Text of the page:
The committee made several proposals to change the reporting requirements. Including; requiring all employers to publish alongside their figures, a narrative to explain them and an action plan for closing the gap; reducing the threshold for reporting after next year to all those employers with 50 employees or more; and clarifying the sanctions the Equality and Human Rights Commission can impose on those who fail to comply.
The report notes that while the median pay gap across the economy is 18 per cent in favour of men, at an organisational level, the new figures reveal some alarming truths: with gender pay gaps of over 40 per cent not uncommon in some sectors and 78 per cent of organisations reporting gender pay gaps in favour in men. New analysis by the Business Committee finds that 1,377 employers (13 per cent of the total) have gender pay gaps in favour of men of over 30 per cent.
The Committee notes that only around half the members of the UK workforce are expected to be covered by the present reporting requirements. Recognising evidence that the pay gap is higher in smaller businesses, the report calls on the Government to widen the net of organisations required to publish gender pay gap data to those with over 50 employees (from the current 250).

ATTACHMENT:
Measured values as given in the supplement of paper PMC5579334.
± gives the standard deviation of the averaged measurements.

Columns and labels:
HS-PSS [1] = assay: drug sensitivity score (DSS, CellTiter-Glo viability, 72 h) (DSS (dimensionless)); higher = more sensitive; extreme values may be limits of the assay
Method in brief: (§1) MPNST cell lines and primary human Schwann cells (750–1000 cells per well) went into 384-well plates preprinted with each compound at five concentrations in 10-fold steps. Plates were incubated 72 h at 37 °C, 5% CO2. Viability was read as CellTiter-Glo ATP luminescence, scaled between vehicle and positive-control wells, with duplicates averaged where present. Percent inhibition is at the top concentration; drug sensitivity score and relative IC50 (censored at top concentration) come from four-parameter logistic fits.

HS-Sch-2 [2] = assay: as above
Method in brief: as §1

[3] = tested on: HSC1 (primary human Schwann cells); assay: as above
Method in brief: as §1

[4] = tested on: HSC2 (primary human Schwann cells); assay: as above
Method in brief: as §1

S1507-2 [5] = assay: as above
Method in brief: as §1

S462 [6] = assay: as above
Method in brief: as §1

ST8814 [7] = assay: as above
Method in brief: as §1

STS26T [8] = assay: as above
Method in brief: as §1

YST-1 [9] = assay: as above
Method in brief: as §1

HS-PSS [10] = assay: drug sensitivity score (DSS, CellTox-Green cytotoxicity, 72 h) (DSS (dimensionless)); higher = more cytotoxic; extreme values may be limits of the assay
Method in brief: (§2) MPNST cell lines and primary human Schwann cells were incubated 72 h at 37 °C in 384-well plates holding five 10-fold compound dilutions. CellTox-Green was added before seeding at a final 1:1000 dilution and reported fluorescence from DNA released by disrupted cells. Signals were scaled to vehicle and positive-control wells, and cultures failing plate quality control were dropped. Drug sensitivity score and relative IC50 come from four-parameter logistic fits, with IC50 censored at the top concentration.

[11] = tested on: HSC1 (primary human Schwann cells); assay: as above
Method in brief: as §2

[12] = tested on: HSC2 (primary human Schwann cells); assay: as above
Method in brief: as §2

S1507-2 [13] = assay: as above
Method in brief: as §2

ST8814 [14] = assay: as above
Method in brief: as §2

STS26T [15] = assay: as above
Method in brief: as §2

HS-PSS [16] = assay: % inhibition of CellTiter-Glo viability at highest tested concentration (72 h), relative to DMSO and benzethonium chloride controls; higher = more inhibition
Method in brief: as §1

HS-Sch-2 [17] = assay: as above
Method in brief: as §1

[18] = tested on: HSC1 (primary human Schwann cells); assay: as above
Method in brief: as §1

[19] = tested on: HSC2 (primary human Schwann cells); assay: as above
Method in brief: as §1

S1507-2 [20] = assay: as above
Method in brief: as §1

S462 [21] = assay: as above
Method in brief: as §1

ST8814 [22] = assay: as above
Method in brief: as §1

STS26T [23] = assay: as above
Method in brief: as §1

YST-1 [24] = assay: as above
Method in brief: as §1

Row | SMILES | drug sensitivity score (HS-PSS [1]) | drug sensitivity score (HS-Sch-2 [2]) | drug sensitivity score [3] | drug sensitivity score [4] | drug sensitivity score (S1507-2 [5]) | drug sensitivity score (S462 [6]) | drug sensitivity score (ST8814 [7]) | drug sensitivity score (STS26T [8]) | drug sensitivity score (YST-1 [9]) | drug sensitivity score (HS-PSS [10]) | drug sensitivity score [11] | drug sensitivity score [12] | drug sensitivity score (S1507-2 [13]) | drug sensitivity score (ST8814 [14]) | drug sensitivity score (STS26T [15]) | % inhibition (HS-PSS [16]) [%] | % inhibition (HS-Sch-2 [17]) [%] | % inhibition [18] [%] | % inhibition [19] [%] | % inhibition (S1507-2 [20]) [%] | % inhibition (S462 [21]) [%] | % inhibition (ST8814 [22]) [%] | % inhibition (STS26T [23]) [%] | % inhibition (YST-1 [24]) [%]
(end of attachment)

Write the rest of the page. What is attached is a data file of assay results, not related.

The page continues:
Carolyn Brown, Employment partner and Head of Client Legal Services at RSM, said ‘It is unsurprising that the results have yielded significant gaps in favour of men in many sectors. As we approach the second deadline for reporting, it will be interesting to see how those employers have fared in reducing the gap. Larger businesses need to be implementing their strategy to close the gap now, since the third snapshot date is fast approaching in Spring next year after which organisations’ progress in closing the gap over the first three reporting years will be scrutinised.
‘Considering half of the working population were not included in the first round of published figures, one can certainly see the need for reducing the reporting threshold if we are to make real progress in closing the gender pay gap.
However, Government must balance this against the regulatory burden weighing heavily on the shoulders of SMEs and medium-sized employers. The reporting exercise requires considerable resource which isn’t readily available to those businesses. That lack of resource may lead to reporting irregularities, distorting the true figures and potentially placing a greater burden on the EHRC in its efforts to establish compliance.’ The report follows the recent announcement that all 10,000 employers the Government expected to have to report their gender pay gap figures have done so.